Review: “Black Panther” satisfies, doesn’t revolutionize


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Marvel Studios logo.


“Black Panther” is the first black-lead movie in the Marvel Cinematic Universe (MCU) and has built up a considerable amount of buzz, even considered by many to be a social movement.

After the assassination of his father in “Captain America: Civil War,” the new king T’Challa must return to Wakanda to complete his coronation, and solidify his status as the Black Panther.

The world of Wakanda is so visually diverse, and stunning on all accounts. From the royal throne room, to the fields of Africa, to the vibranium mines, “Black Panther” has one of the coolest settings in the MCU. All of the weapons, vehicles, technology and the mysticism of Wakandan culture help to create a unique feeling to the movie.

One of the weaker aspects of the movie was what felt like overuse of CGI. There were many scenes that were entirely CGI, except for the character’s faces, and had a fake feeling to them. Despite this overuse of CGI, the film is still shot well.

The cast in “Black Panther” was absolutely fantastic. Chadwick Boseman as the titular character is truly a presence on screen, emanating the commanding power of a king. Marvel’s casting, as usual is on point, with Boseman embodying the character in the same way Chris Evans does with Captain America, and Robert Downey Jr. with Iron Man.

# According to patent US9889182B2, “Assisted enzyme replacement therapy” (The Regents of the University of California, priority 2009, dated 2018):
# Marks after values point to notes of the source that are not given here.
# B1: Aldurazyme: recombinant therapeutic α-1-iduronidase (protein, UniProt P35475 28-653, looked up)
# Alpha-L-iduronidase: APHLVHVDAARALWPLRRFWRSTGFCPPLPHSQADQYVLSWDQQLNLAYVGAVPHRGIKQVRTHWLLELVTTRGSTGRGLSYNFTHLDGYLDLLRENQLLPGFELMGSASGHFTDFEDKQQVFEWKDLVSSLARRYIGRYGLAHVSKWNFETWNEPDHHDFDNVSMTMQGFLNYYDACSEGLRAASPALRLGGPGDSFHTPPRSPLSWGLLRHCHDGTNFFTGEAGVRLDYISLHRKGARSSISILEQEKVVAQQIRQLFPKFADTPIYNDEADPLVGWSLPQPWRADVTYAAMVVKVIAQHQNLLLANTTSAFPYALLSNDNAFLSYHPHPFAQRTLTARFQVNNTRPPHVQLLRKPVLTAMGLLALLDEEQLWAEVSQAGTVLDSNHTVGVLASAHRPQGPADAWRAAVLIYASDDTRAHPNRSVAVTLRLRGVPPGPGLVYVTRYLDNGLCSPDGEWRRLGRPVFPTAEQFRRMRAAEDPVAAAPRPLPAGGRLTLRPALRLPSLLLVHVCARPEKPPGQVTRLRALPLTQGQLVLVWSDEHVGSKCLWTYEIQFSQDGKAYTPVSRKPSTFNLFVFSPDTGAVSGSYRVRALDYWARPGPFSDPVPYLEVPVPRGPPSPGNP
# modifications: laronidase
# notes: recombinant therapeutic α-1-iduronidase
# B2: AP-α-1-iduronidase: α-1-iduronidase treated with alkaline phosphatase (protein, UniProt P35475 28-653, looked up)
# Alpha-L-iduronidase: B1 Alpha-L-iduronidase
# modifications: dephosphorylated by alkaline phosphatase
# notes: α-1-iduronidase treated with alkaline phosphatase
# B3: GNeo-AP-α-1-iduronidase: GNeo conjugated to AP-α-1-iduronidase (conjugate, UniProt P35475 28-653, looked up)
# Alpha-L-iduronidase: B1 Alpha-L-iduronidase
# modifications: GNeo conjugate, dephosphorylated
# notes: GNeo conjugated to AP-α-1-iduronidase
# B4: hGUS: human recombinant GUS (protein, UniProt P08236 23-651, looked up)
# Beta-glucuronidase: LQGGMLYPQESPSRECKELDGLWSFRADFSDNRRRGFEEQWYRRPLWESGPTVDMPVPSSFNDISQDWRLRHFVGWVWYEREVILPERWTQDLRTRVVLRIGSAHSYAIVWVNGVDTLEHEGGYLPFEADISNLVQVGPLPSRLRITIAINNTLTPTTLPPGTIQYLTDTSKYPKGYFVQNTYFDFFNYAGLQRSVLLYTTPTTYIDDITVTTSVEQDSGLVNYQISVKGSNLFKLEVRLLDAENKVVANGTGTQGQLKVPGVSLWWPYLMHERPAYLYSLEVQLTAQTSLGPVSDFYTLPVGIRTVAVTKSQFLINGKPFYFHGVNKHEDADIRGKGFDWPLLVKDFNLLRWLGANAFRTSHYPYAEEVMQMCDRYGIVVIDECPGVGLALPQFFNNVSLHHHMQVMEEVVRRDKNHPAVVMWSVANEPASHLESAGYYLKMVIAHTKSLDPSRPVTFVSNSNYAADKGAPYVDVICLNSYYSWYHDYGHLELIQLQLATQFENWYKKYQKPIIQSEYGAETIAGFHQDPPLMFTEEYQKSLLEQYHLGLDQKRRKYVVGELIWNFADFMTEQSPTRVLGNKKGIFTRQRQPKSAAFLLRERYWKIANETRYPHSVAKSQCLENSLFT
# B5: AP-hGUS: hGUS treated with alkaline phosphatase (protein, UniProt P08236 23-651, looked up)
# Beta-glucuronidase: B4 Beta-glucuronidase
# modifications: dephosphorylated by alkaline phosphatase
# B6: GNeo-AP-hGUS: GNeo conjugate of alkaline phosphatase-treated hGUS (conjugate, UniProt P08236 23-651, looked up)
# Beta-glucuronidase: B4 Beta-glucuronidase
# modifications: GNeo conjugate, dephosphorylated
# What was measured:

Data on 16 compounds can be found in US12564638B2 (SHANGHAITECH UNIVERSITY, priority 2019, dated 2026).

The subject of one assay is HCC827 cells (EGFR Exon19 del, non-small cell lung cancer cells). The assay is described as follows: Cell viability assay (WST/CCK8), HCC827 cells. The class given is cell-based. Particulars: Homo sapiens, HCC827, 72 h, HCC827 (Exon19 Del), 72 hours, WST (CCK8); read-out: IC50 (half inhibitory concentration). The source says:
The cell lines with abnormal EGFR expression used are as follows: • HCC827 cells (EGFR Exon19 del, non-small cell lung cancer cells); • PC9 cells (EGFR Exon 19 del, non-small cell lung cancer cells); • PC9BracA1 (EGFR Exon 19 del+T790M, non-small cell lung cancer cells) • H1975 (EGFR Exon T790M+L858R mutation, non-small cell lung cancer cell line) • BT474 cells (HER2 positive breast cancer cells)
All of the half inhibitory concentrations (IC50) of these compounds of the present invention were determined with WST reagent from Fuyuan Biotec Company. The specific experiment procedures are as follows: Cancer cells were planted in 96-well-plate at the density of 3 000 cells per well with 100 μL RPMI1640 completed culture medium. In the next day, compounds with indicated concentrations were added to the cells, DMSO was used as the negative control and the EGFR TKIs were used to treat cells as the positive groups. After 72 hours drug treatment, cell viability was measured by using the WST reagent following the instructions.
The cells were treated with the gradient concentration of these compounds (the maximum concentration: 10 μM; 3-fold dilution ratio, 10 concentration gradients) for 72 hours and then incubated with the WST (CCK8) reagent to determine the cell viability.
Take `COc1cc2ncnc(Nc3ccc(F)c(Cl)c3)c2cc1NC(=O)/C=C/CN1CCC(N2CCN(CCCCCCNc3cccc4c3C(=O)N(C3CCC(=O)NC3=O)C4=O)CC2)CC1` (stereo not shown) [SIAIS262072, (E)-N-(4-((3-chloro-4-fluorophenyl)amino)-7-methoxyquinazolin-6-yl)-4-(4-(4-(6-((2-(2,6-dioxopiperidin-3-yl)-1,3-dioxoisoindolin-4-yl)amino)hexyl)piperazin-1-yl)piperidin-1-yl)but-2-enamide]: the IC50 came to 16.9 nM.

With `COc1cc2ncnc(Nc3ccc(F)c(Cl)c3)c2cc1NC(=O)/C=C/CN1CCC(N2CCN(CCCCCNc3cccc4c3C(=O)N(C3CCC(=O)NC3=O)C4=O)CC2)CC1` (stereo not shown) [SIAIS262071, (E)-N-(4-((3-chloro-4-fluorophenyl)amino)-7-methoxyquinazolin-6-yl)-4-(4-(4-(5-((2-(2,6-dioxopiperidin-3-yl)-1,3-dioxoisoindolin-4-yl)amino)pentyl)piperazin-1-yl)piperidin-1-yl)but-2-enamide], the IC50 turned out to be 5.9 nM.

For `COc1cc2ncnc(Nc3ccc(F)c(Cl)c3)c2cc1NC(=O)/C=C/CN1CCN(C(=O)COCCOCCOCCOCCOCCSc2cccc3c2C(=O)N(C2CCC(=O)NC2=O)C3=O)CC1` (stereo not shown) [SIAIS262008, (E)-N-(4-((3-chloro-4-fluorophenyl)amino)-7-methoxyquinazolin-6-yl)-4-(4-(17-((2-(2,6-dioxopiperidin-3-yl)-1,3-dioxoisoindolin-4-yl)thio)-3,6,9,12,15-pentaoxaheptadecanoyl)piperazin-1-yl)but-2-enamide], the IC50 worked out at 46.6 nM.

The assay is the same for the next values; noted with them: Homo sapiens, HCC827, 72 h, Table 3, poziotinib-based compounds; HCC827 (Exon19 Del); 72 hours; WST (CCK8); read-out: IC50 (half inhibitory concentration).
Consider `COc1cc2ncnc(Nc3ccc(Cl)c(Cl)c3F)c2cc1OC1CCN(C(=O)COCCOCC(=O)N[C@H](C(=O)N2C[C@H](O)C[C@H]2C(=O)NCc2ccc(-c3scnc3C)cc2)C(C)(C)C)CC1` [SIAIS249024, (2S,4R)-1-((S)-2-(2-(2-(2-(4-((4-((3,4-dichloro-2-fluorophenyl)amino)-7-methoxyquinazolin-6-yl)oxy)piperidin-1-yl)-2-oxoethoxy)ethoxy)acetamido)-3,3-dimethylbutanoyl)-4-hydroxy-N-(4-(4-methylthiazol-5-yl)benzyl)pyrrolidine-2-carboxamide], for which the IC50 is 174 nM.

Michael B. Jordan as Killmonger is easily one of the best and most memorable Marvel villains to date. Jordan portrays a villain who is not only believable, but also sympathetic.

“Black Panther” was also more of an ensemble film than just a movie about Black Panther. Nakia (Lupita Nyong’o) and T’Challa’s general, Okoye (Danai Gurira), had nearly as much screen time as T’Challa, and were just as important to the plot.

Letitia Wright as T’Challa’s younger sister, Shuri, was a complete surprise, stealing every scene she was in. A minor nitpick with her character was how awkward or dated some of her jokes were, such as a “What are those?!” joke, which aren’t even relevant now, and will be even less relevant years from now.

The film also tastefully translated the dated, or more culturally insensitive characters. M’Baku (Winston Duke) in the comics was originally a man in a gorilla costume, but was surprisingly one of the best characters in the movie. Ulysses Klaue (Andy Serkis) also had an excellent transition to the screen, with a nice modernization for a lame comic book villains.

Although fewer in number, and smaller in scale compared to other MCU movies, the fight scenes in “Black Panther” are exciting, and backed up by a solid soundtrack. The third act was especially well done, with the action shifting between multiple conflicts, feeling similar at times to a “Star Wars” movie.

“Black Panther’s” original soundtrack blended African-inspired instrumentals with drum machine hip-hop percussion, and is the perfect background for Ryan Coogler’s film.

Kendrick Lamar released “Black Panther: The Album” a week before the film’s release, and was labeled as an album with music from and inspired by the movie. Disappointingly, only three tracks, “Pray for Me,” “All the Stars,” and “Opps,” were actually in the movie. However it was interesting to hear parts from the original score sampled in “Black Panther: The Album.”

“Black Panther” didn’t change the game for the Marvel Cinematic Universe. It still had the goofy humor, and big CGI fights in the third act. Its unique setting and score, excellent cast, and well written villain is what makes it stand out in the crowded superhero genre.

The overwhelmingly positive reception to it also shows audiences are ready for something different, and hopefully sets a precedent for more cultural and racial representation in these big blockbuster movies.



– Excellent ensemble cast

– Unique setting in the MCU


– Some already dated humor

– Rough CGI in some scenes